An underwater robot dispatched by Bluefin Robotics is on deck, ready to aid in the intensive search for the missing Malaysian Airlines plane that went missing in March.
The US Navy has sent the Bluefin-21 autonomous robot from the Quincy, Mass.-based company to Perth, Australia, for possible deployment off the Western coast of Australia, where those who have been searching for the plane for several weeks believed it may have gone down, Bluefin CEO David Kelly told Design News.
“The Navy asked Phoenix International, the owner of the Bluefin 21, to mobilize the underwater robot to Perth Australia for potential use in the search,” he told us in an email.
Malaysian officials made the request for the Bluefin and also a towed pinger locator the Navy plans to send to aid with the search from Defense Secretary Chuck Hagel, according to a
Department of Defense (DoD) press statement.
The Bluefin-21 autonomous robot from Bluefin Robotics has been sent by the Navy at the request of Malaysian officials to aid in the search for debris from Flight 370 Malaysian Airlines 777, which lost contact with air traffic control and seemingly disappeared March 8.
(Source: Bluefin Robotics)
Flight 370 Malaysian Airlines 777, scheduled to travel from Kuala Lumpur to Beijing, disappeared from air traffic control radar March 8 and has not yet been recovered. For weeks various theories surfaced about what may have happened to the plane, even one that suggested it landed somewhere safely. But on March 24, officials connected with the search confirmed it had been lost and that they had narrowed down the search area to the Indian Ocean off the coast of Australia, which was nowhere near the course the plane was meant to take.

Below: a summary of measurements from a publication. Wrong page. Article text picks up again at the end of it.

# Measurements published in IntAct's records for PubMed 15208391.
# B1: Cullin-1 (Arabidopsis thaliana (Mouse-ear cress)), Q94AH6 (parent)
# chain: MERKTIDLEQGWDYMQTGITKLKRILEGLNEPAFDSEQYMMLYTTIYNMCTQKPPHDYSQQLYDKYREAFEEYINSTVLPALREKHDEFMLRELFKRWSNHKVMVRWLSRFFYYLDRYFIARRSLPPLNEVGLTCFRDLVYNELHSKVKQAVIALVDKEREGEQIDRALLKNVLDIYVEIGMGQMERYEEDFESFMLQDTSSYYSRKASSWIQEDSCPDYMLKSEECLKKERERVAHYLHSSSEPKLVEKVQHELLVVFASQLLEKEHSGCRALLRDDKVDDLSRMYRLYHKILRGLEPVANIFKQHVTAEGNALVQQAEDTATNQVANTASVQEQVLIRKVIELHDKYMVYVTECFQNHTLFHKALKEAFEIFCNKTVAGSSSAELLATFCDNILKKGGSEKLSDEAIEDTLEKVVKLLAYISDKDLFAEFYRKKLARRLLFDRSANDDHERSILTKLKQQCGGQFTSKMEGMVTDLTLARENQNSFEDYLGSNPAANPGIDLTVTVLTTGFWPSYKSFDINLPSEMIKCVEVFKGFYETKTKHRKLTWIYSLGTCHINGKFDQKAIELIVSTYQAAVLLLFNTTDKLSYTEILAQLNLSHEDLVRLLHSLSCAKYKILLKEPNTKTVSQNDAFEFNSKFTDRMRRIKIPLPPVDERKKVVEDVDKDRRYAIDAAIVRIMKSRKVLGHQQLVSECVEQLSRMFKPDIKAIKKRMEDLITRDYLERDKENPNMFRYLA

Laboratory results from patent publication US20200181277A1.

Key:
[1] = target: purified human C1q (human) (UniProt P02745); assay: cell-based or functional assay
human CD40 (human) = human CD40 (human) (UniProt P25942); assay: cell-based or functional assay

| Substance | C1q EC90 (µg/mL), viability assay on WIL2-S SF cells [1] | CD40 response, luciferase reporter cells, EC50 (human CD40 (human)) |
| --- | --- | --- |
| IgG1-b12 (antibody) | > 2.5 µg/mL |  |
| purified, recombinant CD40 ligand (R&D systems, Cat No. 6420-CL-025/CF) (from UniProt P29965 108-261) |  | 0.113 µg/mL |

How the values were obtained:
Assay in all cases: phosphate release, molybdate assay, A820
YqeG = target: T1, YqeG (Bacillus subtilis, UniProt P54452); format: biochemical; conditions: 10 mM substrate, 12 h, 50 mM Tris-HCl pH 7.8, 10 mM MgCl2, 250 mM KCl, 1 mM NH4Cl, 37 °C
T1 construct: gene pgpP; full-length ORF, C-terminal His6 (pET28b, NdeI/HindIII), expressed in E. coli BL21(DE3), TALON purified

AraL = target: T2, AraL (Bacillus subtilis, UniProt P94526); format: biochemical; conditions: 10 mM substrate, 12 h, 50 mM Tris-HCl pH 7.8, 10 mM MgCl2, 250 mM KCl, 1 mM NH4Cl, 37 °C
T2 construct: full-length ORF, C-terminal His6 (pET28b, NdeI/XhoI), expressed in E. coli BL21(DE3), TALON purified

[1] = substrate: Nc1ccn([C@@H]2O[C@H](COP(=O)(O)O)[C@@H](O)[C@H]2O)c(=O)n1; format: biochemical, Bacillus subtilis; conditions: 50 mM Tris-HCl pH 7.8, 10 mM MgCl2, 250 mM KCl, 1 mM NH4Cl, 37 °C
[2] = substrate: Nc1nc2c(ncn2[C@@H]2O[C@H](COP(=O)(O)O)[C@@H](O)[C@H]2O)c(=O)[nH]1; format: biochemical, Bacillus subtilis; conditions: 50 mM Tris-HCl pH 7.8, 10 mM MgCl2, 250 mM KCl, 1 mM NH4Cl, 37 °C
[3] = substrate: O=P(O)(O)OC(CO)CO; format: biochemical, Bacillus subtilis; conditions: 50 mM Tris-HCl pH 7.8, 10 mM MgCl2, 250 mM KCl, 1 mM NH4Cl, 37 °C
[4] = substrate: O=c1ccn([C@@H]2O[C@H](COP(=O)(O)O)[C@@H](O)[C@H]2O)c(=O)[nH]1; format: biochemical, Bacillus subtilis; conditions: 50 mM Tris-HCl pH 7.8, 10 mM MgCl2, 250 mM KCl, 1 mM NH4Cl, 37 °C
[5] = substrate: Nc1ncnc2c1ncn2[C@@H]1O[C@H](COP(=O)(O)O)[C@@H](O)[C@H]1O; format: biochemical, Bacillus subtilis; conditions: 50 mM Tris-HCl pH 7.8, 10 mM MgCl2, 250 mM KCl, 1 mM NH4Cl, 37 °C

The Navy believes the Bluefin’s side-scanning sonar and a multi-beam echo sounder technology may be useful in locating the debris or objects from the plane in the water, according to the DoD. The Bluefin-21 is 16 feet long, 21 inches in diameter, can dive to 14,700 feet, and can stay in the water 25 hours at a time if traveling at three knots.
Bluefin’s Kelly said the technology on the robot has the potential to search an area that would be inaccessible any other way. “We are using state-of-the-art underwater robots to search and understand a part of the world no one else can get to,” he told us. “Our underwater robot can go 2.5 miles below the surface of the ocean to map the sea floor and its sonars can image 40 square miles in a day to provide data to aid in the search.”
The Navy also is sending a pinger locator along with the Bluefin in the hopes of locating the plane’s flight recorder -- better known as the black box -- to help in a search that has been troublesome since the outset and has turned up very little on the plane so far. “We don’t have anything to indicate where the aircraft is, or even that it is down at the bottom of the ocean,” Pentagon Press Secretary Navy Rear Adm. John Kirby told reporters at the Pentagon, according to the DoD press statement.
We’ve told you about robots like the Bluefin-21 before, which are used in a number of undersea applications to
track sharks, gather data inside a hurricane, and perform other ocean-going surveillance and reconnaissance due to their ability to travel autonomously underwater for long periods of time.
It’s not entirely certain the Bluefin will be deployed to help search for the Malaysian jet, but once it arrives near the believed crash site it will remain on an Australian commercial ship ready to be sent into action, according to the Navy.